92 e-Letters

published between 2013 and 2016

  • Cerebellar ataxia: lessons from research
    Graziella Quattrocchi

    I read with interest the review by Tada et al. [1], which, based on the current knowledge on the cerebellar systems, propose an interesting framework to interpret cerebellar ataxias in clinical settings. The Authors classify cerebellar ataxias into two main categories: those with a loss of Purkinje cells, translating into a malformation of internal models; and those with a disturbance of afferent systems, causing a mis- s...

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  • Azathioprine and cyclosporine for myasthenia gravis in pregnancy
    Alexander F. Lipka

    We read the recently published UK guideline for treating myasthenia gravis (MG) patients in pregnancy with great interest [1]. As stated by the workgroup in their article, few studies are available concerning drug safety in pregnancy in these patients. In our experience, most drugs indeed carry a very small risk in the treatment of MG during pregnancy. However, based on additional literature we would advise some caution...

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  • Re:How accurate is the record linkage?
    Julian Gold

    We thank Dr. Voci for his comments[1] on our article.[2] As described in the paper, our data comprise Hospital Episode Statistics (HES) obtained from the English national Health and Social Care Information Centre (HSCIC) and mortality record abstracts obtained from the Office for National Statistics. All data from both sources were anonymised to the same standard by encryption of personal identifiers before being supplied...

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  • How accurate is the record linkage?
    Claudio Voci

    This is an interesting study. However, I am somewhat concerned whether the record linkage could be appropriately performed. In most healthcare information systems, HIV patients characteristics are protected. Did the authors have enough information on the patients to perform probabilistic matching? It would be of interest if the authors could show that the matching is adequate by showing that there is not a general reduce...

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  • Response to "Incident dementia and cognitive decline in patients with stroke/TIA" by Professor Tomoyuki Kawada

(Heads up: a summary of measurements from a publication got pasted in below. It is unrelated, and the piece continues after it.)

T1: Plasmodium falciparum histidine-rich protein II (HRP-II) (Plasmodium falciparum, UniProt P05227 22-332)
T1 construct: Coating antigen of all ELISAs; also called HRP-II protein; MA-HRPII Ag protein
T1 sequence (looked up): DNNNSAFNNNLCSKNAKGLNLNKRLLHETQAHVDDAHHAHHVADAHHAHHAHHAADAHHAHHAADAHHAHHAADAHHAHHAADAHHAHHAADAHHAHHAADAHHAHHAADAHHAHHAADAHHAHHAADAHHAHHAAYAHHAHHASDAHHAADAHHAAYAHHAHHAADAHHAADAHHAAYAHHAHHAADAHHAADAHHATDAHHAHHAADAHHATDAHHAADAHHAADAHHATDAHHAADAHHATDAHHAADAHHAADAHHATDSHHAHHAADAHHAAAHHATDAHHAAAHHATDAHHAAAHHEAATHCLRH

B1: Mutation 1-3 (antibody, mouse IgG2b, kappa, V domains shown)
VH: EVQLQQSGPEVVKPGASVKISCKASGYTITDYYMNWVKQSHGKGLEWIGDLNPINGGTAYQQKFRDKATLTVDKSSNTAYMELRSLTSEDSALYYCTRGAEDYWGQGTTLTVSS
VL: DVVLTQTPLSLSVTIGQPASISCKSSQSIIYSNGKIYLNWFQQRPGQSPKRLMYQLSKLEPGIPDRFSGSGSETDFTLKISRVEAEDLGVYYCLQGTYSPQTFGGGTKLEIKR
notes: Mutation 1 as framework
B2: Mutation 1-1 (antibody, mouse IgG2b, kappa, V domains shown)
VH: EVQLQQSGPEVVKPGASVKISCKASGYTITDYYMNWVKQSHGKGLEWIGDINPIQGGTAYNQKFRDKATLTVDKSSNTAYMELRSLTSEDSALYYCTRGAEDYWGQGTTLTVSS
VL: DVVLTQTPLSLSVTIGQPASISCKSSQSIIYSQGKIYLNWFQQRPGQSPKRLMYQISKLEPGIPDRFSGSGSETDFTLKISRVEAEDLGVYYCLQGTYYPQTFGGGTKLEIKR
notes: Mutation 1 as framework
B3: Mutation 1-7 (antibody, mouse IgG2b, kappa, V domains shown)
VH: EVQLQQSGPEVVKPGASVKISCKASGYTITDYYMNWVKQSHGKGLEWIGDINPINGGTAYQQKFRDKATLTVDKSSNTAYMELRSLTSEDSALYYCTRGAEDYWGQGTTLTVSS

Perminder Sachdev

    Professor Kawada expresses three concerns regarding the outcomes of our study into how cognitive deficits progress in the years following a stroke [1]. Firstly, he cites Rajan et al. [2] as finding that cognitive decline was greater after stroke than before stroke, and suggests that our study should have considered pre-stroke cognitive decline. How doing so would have affected our outcomes or their interpretation is uncle...

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  • Incident dementia and cognitive decline in patients with stroke/TIA
    Tomoyuki Kawada

    Sachdev et al. conducted a 3-year follow-up study to know the progress of cognitive deficits after stroke or transient ischemic attack (TIA) (1). The authors gathered 183 stroke/TIA patients and 97 healthy controls, and concluded that cognitive decline in post-stroke patients was not greater than in controls, except for verbal memory, although rates of incident dementia were 5.9% per year in patients and 0.4% in controls,...

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  • Rapid cognitive decline in attention, executive function and memory: the gold standard for delirium?
    Paul J Regal

    I endorse the authors' use of multiple information sources to identify prevalent delirium in medical and surgical inpatients 1-2: family and other informants, junior and senior physicians, medical case notes and nurses. Although the authors did not use the model I developed, I suggest that their paper is about distinguishing rapid cognitive decline (RCD, one form being delirium) from slow cognitive decline (SCD) in dementia...

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  • Control arms in brain stimulation trials and experiments
    Nick J. Davis

    The JNNP recently published an interesting study which used magnetic stimulation to the spine of people with Parkinson's disease, and showed a promising improvement in camptocormia compared to a group receiving 'sham' stimulation [1]. In an Editorial Comment, Caslake [2] argued that the participants in this particular study may not have been sufficiently blinded as to the group to which they had been assigned. Although th...

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  • Reply to Letter: Which target is best for patients with Parkinson's disease? A meta-analysis of pallidal and subthalamic stimulation
    Wataru Sako

    We are pleased that Dr. Cyron agrees with our statement. Although our meta-analysis revealed that depression was more frequent in STN DBS relative to GPi DBS, additional randomized trials which investigate long- term outcome including UPDRS, quality of life and adverse events are required to determine which target is more appropriate for patients with PD. We hope our findings and suggestions would be useful for future stu...

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  • STN revisted
    Donatus Cyron

    This is a timely contribution to an issue overdue. STN-stimulation has been the undisputed mainstay of DBS for Pakinson's disease more than a decade. Reports on deleterious side effects mainly in the field of cognition and emotion however accumulate. While the rather subtle effects on cognitive abilities have been the subject of a plethora of publications, changes in personality and behavior remain underreported. Yet it...

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